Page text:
NEVER MIND SUSTAINABILITY, I'M THIRSTY AWARD: To the Society of the Plastics Industry Inc., which got our attention with a news release on the new “Zero Waste Zone” at NPE 2015 — by mentioning that the area will include a beer garden. Our reporters are already volunteering to cover recycling and sustainability at NPE.
OK, NOW WE OPPOSE FRACKING AWARD: Headline from London's Financial Times website from June 13: “German brewers fear fracking will spoil their beer.”
WORST WORLD CUP ANALOGY AWARD: This one, from Janet Domenitz, executive director of MassPIRG, was groan-worthy: “The people of Massachusetts have spoken loud and clear, over a number of years, that they want less litter and more recycling; they want the updated bottle bill. In the World Cup of legislation, our elected officials let this goal go right through their legs.
MOST RIDICULOUS NEWS RELEASE OF 2015 AWARD: To Orp Industries, which put out the Aug. 5 gem: “New evidence suggests mustaches can increase bicycle safety.”
The release was for a decal kit that consumers can use to put plastic mustaches on their bike lights.
TRADE SHOWS CAN BE EXCITING AWARD: To Taipei Plas, where a vandal splashed red paint at an equipment booth in September, then ran away. He later turned himself in to police — and turns out he was a former sales agent for the company.
JUST A TYPICAL DAY AT THE PLANT AWARD: To a plastics factory in Katedan, India, where, according to an Oct. 7 news report, 11 people were arrested for “allegedly indulging in obscene dance.” Has anyone seen Kevin Bacon lately?
WE WERE IN A HURRY AWARD: To Ineos Barex AG, which put out an Oct. 29 news release with this headline: “Ineos Barex AG annonces planned losure of Barex plant in Lima, Ohio.”
Yes, there were two typos in the headline of the three-paragraph news release.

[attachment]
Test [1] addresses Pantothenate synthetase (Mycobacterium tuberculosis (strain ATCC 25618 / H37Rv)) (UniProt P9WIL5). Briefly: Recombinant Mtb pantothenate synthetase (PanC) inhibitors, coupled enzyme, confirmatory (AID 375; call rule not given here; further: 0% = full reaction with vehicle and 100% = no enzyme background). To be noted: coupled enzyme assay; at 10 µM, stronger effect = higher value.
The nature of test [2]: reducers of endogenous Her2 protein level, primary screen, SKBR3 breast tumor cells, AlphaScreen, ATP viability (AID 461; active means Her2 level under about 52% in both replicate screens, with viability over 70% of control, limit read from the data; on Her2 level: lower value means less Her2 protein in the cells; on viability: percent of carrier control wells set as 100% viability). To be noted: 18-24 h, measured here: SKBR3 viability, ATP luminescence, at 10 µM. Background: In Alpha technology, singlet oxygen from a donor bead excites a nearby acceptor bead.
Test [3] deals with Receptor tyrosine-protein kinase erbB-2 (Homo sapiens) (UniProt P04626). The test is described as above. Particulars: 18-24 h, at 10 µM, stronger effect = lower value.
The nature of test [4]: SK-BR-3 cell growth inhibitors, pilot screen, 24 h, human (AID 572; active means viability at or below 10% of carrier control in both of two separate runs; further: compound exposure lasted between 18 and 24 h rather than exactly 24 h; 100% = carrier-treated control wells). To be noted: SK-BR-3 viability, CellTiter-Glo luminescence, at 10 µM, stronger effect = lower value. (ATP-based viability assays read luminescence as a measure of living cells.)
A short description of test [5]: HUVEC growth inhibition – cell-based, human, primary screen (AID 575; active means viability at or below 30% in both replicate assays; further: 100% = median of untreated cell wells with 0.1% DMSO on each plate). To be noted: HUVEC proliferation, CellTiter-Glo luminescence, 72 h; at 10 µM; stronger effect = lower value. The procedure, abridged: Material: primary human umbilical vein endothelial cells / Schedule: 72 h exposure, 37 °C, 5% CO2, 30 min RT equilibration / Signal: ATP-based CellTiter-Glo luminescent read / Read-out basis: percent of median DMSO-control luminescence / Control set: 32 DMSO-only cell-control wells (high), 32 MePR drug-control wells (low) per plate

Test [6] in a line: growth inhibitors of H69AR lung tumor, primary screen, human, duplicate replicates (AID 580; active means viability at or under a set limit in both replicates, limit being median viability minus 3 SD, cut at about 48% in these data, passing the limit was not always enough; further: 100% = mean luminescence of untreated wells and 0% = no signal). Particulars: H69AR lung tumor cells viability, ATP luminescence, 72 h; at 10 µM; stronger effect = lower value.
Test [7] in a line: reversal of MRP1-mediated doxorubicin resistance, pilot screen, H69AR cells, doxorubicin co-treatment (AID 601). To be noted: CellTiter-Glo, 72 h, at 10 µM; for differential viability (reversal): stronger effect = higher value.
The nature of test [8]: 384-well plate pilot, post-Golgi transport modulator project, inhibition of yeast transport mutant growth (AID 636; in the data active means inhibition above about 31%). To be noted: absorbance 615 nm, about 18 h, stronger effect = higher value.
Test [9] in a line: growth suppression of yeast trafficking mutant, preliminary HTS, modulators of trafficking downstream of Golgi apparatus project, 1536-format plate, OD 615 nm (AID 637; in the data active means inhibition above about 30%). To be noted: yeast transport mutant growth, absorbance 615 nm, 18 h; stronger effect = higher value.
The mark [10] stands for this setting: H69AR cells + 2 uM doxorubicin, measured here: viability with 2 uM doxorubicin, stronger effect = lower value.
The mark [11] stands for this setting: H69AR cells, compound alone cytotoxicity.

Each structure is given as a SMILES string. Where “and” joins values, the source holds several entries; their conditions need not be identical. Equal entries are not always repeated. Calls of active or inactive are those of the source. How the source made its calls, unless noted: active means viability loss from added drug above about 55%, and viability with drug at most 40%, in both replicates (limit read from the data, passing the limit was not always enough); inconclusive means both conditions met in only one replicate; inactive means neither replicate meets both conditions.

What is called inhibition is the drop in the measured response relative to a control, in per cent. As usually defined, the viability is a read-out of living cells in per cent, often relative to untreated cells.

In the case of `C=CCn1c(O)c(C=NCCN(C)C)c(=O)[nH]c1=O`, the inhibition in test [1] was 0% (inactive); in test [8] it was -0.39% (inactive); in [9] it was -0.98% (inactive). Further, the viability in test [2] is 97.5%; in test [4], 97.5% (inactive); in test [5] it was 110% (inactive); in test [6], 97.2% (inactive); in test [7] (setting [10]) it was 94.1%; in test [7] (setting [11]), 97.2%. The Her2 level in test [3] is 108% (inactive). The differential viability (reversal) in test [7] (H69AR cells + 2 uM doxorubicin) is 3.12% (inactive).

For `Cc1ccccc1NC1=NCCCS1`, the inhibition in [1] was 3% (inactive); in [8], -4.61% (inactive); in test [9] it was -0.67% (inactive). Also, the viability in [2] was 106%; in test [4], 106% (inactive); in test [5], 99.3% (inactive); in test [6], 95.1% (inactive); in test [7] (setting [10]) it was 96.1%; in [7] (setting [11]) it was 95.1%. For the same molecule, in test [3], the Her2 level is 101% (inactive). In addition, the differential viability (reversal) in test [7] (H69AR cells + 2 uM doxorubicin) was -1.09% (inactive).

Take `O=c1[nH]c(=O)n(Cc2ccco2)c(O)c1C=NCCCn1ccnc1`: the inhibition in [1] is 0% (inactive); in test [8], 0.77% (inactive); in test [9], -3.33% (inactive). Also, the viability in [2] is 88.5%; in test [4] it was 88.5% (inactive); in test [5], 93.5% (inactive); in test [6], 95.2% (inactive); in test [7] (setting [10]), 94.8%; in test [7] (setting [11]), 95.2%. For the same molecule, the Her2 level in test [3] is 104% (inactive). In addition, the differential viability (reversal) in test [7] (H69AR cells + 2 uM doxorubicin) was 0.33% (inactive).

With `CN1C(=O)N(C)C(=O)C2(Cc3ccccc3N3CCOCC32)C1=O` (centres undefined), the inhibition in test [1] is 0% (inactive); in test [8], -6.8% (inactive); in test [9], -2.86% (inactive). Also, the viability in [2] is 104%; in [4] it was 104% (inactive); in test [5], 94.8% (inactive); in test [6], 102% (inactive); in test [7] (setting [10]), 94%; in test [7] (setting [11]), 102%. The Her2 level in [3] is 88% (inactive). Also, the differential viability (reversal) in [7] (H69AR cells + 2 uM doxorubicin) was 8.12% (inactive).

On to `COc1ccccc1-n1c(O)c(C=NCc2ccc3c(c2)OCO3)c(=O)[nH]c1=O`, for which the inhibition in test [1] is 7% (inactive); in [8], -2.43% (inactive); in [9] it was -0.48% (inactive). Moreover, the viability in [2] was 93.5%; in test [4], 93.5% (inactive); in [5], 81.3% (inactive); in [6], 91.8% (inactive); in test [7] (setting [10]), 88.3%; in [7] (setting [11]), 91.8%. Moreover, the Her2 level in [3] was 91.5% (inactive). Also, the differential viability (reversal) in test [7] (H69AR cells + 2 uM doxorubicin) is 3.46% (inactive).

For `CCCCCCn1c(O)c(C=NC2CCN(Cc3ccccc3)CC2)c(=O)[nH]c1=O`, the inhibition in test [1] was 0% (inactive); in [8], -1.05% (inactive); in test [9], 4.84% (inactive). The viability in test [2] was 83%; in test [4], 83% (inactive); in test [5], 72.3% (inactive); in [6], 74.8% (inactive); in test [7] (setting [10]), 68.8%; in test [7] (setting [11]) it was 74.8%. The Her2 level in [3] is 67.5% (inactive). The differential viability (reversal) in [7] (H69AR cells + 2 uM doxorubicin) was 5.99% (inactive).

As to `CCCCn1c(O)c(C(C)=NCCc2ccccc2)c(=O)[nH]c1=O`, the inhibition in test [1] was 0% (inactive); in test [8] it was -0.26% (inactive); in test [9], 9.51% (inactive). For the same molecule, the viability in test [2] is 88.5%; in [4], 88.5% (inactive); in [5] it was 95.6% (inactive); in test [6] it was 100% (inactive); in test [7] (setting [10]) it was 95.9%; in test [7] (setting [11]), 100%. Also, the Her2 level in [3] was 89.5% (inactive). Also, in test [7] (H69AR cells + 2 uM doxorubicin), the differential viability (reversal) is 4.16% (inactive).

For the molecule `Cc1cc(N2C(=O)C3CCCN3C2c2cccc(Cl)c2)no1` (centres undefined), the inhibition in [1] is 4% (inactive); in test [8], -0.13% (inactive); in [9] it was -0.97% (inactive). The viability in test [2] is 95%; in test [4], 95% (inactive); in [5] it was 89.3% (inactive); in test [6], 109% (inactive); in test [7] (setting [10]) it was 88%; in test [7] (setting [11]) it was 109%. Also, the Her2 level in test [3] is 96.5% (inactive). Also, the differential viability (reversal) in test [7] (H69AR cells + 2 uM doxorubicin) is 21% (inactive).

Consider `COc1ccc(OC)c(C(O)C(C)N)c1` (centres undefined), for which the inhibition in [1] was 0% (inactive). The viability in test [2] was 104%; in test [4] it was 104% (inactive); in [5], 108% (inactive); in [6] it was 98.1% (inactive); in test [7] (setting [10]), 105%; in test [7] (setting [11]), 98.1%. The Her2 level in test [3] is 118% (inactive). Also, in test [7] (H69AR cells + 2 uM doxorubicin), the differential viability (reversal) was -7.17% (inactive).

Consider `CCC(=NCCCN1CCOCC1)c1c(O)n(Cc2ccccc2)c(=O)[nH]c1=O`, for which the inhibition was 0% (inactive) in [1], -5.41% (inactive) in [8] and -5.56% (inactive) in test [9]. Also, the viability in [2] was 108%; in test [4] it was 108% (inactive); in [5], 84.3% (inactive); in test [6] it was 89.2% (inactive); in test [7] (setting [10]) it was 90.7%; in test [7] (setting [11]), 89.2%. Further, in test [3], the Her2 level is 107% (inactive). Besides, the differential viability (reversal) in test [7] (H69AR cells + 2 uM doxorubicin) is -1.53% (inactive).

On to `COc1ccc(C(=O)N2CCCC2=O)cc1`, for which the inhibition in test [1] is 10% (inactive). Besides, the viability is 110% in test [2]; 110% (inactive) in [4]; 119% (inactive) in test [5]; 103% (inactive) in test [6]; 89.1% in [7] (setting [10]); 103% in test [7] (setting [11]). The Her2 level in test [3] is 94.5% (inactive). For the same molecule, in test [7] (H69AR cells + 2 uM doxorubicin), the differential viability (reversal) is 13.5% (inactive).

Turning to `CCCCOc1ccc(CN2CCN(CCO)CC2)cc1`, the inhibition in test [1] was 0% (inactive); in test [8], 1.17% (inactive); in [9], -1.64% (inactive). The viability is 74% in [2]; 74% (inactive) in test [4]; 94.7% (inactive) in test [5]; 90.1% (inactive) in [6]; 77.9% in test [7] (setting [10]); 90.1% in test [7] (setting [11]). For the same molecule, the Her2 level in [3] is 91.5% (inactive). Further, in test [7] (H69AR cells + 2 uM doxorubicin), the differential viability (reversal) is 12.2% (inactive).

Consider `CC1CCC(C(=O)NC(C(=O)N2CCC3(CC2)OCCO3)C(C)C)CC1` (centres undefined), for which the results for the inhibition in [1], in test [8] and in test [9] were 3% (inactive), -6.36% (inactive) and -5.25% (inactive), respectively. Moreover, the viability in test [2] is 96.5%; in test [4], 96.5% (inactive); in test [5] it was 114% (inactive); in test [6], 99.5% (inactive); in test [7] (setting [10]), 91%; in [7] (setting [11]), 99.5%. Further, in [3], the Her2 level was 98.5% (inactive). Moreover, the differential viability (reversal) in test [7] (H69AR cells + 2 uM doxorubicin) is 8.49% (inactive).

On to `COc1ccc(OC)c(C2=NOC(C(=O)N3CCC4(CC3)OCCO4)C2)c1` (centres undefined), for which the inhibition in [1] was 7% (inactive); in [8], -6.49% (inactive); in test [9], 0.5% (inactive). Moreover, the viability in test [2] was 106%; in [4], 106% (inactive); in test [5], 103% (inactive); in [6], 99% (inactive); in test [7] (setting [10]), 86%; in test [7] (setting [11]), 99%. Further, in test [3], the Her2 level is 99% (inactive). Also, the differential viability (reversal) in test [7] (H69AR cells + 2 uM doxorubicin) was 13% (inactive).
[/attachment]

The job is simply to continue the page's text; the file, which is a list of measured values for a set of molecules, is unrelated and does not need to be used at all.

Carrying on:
OF ALL THE PARKING LOTS IN THE WORLD, I HAD TO RUN INTO A PLASTICS ONE AWARD: To employees of Cleveland Plastic Fabricators & Suppliers Inc. of Euclid, Ohio, who trapped an alleged drug dealer in the firm's parking lot on Nov. 11.
Cleveland Plastic distributes plastic rod, sheet and tubing, as well as PVC pipe
FRIENDS IN HIGH PLACES AWARD: To plastics materials giant Dow Chemical Co. and CEO Andrew Liveris.
When Dow was challenged by activist investor Daniel Loeb and his Third Point LLC hedge fund, Liveris went on the offensive. He appeared Jan. 29 on CNBC's Squawk Box program with business guru Warren Buffett, whose Berkshire Hathaway firm is a Dow shareholder.
BATAVIA JACKRABBIT AWARD: To Milacron LLC, which in 2014 bought coinjection molding specialist Kortec Inc., acquired a Texas manufacturers' representative firm and opened a technical center in California. Is there something in the chili? The Montgomery Inn ribs? Next, buy Campanello's.
MAKE THE MOST OF EVERY DAY AWARD: To Robert Schad, who in his 80s is building a machinery factory. “I am always looking ahead,” he told us. “A week before my death, I will look into the future!”
PARTING IS SUCH SWEET… “OH HI!” AWARD: To plastics machinery executives who left their companies…. Where will they reappear? Oh tell me, great giver of knowledge, where are Gerd Liebig and Christian Renners?